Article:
Evolution & the Late Nineteenth Century: Utopias, Robots, the Mystical, & the Martians
Thomas Lombardo, Center for Future Consciousness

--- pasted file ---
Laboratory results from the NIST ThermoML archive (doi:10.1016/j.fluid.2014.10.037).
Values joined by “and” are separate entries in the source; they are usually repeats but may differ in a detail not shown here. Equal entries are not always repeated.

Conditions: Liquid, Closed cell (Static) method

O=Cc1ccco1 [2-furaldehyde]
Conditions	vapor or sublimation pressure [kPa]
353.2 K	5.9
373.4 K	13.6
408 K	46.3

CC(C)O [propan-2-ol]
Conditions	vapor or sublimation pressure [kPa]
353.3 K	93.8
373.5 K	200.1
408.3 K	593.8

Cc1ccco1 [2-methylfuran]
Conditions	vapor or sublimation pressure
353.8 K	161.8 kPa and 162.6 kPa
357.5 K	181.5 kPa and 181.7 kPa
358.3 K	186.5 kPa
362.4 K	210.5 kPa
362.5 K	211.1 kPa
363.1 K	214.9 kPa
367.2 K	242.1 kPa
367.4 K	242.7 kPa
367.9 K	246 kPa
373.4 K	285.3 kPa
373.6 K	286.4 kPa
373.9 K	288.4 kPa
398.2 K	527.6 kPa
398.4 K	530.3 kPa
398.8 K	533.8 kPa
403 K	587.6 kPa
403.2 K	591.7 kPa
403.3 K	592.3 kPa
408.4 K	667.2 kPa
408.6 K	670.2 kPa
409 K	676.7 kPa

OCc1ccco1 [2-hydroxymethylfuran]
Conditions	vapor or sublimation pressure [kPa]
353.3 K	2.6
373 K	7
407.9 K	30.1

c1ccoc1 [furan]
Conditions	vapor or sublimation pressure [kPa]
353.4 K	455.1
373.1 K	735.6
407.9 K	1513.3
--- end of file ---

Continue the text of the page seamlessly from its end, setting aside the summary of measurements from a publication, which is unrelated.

In the late nineteenth century, two apparently opposed scientific viewpoints, the theories of evolution and entropy, emerge as fundamental perspectives on time and cosmic and natural change. These contrasting archetypal narratives, of hope and advancement versus despair and death, would greatly influence the ongoing development of science fiction. Covered in this webinar, in the last three decades of the nineteenth century a giant wave of future war novels were written; many highly influential new utopias were created, such as Looking Backward and News from Nowhere; the United States fell apart; in the writings and astronomical speculations of Flammarion the cosmic and the spiritual were intricately woven together; future human evolution and the concept of cyborgs was provocatively examined in Vril, The Power of the Coming Race; we experimented in psycho-chemical evolution in Dr. Jekyll and Mr. Hyde; there were numerous tales of automata and robots, both animal and human, and Thomas Edison, the modern wizard of science, entered as a character into science fiction stories, creating beautiful female robots and leading a military conquest force into outer space. Of special note, there was a great fascination with Mars and the possibilities of life and intelligence on our neighboring planet. We repeatedly visited the Martians, and the Martians on a number of occasions invaded us. All in all, the themes of evolution, war and destruction, technological advancement, and utopian and dystopian thought were recurrently synthesized in science fiction stories of the era.